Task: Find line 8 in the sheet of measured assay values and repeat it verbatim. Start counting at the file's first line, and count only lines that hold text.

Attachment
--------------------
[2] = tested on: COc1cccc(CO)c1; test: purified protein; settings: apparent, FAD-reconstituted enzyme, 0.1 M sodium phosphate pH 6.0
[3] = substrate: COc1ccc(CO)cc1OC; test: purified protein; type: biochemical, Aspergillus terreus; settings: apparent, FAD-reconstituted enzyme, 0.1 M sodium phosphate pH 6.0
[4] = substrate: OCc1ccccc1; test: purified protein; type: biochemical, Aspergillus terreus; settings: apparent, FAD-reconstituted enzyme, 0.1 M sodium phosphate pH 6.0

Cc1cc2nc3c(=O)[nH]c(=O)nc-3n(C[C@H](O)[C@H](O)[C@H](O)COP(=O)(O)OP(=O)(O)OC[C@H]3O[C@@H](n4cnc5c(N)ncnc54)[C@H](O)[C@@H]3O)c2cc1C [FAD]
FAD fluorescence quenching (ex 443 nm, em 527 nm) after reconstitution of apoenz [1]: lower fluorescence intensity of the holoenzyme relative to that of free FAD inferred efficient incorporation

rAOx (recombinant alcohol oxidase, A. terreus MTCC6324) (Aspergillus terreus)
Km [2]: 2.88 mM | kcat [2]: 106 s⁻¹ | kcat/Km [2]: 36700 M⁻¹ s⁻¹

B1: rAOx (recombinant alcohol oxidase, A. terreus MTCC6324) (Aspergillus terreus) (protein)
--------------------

B1: rAOx (recombinant alcohol oxidase, A. terreus MTCC6324) (Aspergillus terreus) (protein)